London’s investor pool too shallow to tempt growing firms, say top chairs
Chairs at some of London’s top firms have slammed a dearth of investors in the City and cast doubt on its appeal as a hub for growing firms, in a new report surveying the mood of the City’s top executives.
The comments, drawn from a report by PR firm Tulchan surveying 35 board chairs – 26 of which were from FTSE 100 companies – underline the scale challenge facing London in its efforts to become a premier global listings hub.
Chiefs surveyed point to cumbersome and restrictive red tape in the UK alongside a far shallower active investor pool than the US that dissuades high growth firms from floating and growing in London.
The comments come as ministers and London Stock Exchange officials look to usher in a wave of reforms to boost the appeal of London as a listings hub. The bourse is currently looking to implement reforms set out in the Hill Review and Austin Review to ease the way that firms can raise cash in the Capital.
But the efforts have been rocked by setbacks as tech firms shun London in favour of overseas exchanges. Efforts to woo homegrown chipmaker SoftBank into a London-listing have reportedly hit the buffers since Boris Johnson’s resignation.
In the new report, one chief said that a lack of active investors was the main challenge dampening the appeal of London’s markets.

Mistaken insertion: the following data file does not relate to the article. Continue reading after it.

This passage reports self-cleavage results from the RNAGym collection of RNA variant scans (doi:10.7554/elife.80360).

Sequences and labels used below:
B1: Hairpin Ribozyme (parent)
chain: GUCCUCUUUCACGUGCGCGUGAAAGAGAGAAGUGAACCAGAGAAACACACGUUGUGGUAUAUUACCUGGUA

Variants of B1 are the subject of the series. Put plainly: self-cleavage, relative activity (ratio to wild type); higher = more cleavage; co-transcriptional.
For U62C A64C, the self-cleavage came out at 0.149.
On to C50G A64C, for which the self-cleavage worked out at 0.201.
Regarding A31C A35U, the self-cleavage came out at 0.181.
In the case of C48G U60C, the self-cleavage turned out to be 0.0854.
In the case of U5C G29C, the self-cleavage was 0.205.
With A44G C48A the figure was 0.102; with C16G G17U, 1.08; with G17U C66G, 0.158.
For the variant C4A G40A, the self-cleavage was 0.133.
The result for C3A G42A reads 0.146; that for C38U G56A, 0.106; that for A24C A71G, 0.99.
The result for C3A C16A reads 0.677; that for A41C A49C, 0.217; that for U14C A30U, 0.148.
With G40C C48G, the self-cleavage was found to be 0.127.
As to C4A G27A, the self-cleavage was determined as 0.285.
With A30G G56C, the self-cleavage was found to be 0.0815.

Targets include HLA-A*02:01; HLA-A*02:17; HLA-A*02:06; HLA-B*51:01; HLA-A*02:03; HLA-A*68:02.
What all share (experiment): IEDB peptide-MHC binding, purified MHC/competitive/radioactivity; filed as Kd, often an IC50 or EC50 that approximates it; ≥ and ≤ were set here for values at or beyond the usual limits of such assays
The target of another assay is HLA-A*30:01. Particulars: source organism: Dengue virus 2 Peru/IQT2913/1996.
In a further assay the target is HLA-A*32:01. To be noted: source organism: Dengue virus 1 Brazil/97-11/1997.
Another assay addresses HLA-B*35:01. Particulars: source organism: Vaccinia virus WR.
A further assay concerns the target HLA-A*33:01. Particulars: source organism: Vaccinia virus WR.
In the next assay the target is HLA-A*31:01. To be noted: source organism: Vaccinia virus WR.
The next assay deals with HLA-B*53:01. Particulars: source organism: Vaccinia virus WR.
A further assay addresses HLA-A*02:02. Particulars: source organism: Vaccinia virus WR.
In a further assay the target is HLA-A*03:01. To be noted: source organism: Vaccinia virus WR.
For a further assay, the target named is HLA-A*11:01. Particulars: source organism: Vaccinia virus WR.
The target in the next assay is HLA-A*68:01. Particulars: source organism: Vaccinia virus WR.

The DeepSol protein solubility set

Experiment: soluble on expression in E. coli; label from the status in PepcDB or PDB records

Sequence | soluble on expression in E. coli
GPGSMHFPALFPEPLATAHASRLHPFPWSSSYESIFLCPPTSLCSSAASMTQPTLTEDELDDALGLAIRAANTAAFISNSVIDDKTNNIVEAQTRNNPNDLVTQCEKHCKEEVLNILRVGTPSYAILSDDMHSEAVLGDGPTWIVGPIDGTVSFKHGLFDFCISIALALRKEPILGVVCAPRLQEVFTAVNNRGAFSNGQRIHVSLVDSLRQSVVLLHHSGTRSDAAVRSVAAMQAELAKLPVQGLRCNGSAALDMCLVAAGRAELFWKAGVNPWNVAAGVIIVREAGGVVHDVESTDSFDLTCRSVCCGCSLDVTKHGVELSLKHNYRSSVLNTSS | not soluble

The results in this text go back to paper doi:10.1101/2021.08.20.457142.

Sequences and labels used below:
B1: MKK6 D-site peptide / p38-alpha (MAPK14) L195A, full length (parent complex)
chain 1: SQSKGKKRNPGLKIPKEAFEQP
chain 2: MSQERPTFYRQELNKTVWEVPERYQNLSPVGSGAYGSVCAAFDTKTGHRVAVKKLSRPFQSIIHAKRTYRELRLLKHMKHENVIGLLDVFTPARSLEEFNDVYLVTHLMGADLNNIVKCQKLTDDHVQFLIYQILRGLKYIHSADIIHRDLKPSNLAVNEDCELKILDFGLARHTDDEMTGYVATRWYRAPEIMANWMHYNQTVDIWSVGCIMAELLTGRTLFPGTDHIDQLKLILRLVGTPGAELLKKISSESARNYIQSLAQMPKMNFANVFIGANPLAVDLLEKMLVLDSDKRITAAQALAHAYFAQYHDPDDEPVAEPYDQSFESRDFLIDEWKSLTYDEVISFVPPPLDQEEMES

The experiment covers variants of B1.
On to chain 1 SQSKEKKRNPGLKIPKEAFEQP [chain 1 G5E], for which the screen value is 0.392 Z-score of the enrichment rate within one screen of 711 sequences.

“My company is a high growth business competing with international high growth companies for resources and talent, requiring the support of active investors,” he said.
“Yet the reality of the London market is that the active pool is not large enough. Passive investors are less interested in the risk return of a growth portfolio and they also tend to take a less engaged view of companies.”
The size of the potential capital pool underlined “how much harder it is for high growth businesses to grow and flourish in London”, he added.
Another chief pointed to restrictions on executive pay as hamstringing the ability of firms to bring in talent to the City.
Some top City figures have been lobbying policy makers to lift restrictions on pay to allow firms to bring in the top executive talent.
City A.M. revealed earlier this year that Ron Kalifa, who authored a major review of the UK’s position as a fintech hub, wrote to the Treasury calling for restrictions to be lifted and bosses to be paid more attractive rates compared to international competitors.
One chair interviewed for the report said it was “difficult and becoming more so” to recruit CEOs and chairs to London listed boards.
“It’s not just the pay but also the scrutiny and second-guessing,” they said.
“Most CEOs after being CEO to a public company look to go into private roles where there is more freedom to implement and deliberate strategy over a long period of time and where the frustrations are fewer.”